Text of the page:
Please sign our petition at www.mehkomikey.com to bring this opportunity to Kansas.
California has now permitted over 100 and Utah just passed the law.
Washington State has a bill in the works and here is what the legislators say-
OLYMPIA, Wash. — Washington state lawmakers are considering a bill that would create a pilot program allowing the permitting of microenterprise home kitchens.
HB1258 passed the House and is now in committee in the Senate. The bill was created by Representative Noel Frame.
During a public hearing on Tuesday, Frame said the bill has been years in the making.
(In support) Washington St House Bill 1258
Microenterprise home kitchen operations provide opportunities and supplemental income for people who are trying to break into the food business but face barriers to entry. The COVID-19 economic downturn has seen a lot of folks preparing and selling food trying to make ends meet. This is already happening, but it is unregulated. This bill puts a robust pilot program into practice to provide regulation, and after there is a
chance to see how the pilot program goes, it can be expanded. The bill provides an opportunity to help people get out of poverty, and can help lesbian, gay, bisexual, transgender, queer, and black, indigenous, people of color who may not have as much access to economic opportunity; this bill provides that opportunity. The goal is to make these operations legal. It would allow an opportunity to save money during the pandemic where people are struggling to feed their families. This would give people time to solidify their products. Food brings the community together and lets them share their identity and culture with customers. Passing this bill would let people feed their families and start businesses, but also foster community interaction and neighborly relations. Renting a commercial kitchen is expensive, and it is not always feasible to build your own commercial kitchen. There is a good economic benefit, but it also allows people the choice to have good home cooking, which is inherently more wholesome for people to eat. Folks such as senior citizens may not have the ability to cook good food, but may still want to be able to eat it. The bill would help establish jobs and start building new businesses. One part of the bill limits third-party delivery which does not take into account COVID-19 and the smaller proprietorships that would take advantage of the program. The bill could also help those incarcerated to have a job when released from prison. Entrepreneurship helps people. (Opposed) None.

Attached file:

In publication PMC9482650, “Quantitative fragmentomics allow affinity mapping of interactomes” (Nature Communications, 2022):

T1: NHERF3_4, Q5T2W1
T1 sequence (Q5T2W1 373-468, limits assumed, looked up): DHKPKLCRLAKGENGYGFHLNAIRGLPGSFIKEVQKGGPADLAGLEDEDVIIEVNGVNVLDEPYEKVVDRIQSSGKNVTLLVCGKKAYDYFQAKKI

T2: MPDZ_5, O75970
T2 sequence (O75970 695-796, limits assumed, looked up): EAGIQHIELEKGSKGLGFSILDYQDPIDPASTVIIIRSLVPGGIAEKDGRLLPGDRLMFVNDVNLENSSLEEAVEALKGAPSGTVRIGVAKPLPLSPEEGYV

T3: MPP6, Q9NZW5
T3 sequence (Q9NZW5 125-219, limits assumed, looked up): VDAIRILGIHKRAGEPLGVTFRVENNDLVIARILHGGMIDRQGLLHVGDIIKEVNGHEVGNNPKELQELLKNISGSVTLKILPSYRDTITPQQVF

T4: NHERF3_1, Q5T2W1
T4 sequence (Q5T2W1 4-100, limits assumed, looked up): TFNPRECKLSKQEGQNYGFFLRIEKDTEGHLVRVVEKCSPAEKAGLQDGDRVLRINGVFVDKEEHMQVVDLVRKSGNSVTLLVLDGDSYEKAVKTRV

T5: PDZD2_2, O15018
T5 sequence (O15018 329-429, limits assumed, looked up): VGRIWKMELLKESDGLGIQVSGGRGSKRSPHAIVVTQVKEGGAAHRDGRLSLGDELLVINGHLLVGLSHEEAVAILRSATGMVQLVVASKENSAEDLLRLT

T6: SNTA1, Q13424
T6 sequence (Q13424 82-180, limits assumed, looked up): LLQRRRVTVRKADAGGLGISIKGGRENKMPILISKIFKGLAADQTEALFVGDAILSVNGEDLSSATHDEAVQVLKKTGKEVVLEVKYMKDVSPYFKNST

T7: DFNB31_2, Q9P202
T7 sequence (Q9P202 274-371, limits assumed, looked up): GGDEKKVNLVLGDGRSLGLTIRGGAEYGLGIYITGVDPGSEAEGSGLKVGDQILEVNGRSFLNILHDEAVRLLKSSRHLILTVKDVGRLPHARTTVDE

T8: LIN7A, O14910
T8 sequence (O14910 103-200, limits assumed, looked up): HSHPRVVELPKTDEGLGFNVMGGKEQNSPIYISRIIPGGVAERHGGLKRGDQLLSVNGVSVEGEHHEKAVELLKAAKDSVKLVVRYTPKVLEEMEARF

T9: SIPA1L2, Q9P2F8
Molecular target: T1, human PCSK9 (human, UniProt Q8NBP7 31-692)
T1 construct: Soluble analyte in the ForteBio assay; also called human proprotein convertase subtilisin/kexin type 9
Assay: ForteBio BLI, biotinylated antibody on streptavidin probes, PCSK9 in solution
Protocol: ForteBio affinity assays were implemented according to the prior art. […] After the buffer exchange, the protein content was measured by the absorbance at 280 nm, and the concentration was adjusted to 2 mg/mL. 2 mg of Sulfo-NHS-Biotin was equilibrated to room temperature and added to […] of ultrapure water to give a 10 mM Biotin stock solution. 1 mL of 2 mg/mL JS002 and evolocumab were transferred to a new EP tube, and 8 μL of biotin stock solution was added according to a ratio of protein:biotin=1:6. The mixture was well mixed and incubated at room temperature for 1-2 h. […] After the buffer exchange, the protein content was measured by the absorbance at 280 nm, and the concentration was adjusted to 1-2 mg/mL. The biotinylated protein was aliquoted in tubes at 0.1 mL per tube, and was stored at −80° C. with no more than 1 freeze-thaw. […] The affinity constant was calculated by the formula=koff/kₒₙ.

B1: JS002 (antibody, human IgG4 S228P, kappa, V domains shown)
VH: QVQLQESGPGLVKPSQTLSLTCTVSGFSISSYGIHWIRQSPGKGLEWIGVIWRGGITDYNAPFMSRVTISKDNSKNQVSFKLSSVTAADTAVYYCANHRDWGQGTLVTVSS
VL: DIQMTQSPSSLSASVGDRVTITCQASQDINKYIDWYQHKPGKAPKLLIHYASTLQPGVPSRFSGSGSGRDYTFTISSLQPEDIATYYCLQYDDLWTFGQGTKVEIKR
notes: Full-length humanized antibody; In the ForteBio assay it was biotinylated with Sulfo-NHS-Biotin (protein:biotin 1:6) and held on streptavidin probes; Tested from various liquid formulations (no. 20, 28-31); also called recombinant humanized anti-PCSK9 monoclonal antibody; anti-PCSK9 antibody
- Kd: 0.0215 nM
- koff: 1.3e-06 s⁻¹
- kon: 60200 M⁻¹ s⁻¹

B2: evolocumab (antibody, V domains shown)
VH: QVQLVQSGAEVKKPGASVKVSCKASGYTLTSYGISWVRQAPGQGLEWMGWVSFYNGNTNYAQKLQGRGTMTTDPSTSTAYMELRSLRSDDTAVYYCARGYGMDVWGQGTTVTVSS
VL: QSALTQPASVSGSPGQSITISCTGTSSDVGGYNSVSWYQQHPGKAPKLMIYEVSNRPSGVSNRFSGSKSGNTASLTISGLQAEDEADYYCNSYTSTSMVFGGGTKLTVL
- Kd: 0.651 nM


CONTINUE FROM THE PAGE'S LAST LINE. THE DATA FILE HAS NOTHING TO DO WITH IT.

(Other) There is no disagreement that there are barriers to becoming business owners. One challenge is cost and availability of commissary kitchens. An established restaurant with a permitted kitchen could not rent the kitchen during nonworking hours, but is now allowed to do so due to emergency rules. The concern with the bill is that it exempts food services from important food safety regulations for public health that should be implemented equitably across the industry. Instead of creating a new permit with different requirements, barriers to existing programs should be addressed. Some specific recommendations for the bill are the need for an end date and a report on the pilot project. There needs to be some sort of management or food protection manager requirement with changing the food codes. Persons Testifying: (In support) Representative Frame, prime sponsor; Laurel Hargis; Luis Diaz, El Jibarito; Will von Geldern and Beto Yarce, Ventures; Prashanthi Reddy, Makeda and Mingus; and Aaron McCloud, Cheeki. (Opposed) Samantha Louderback, Washington Hospitality Association; and Carolyn Logue, Washington Food Industry Association. Persons Signed In To Testify But Not Testifying: None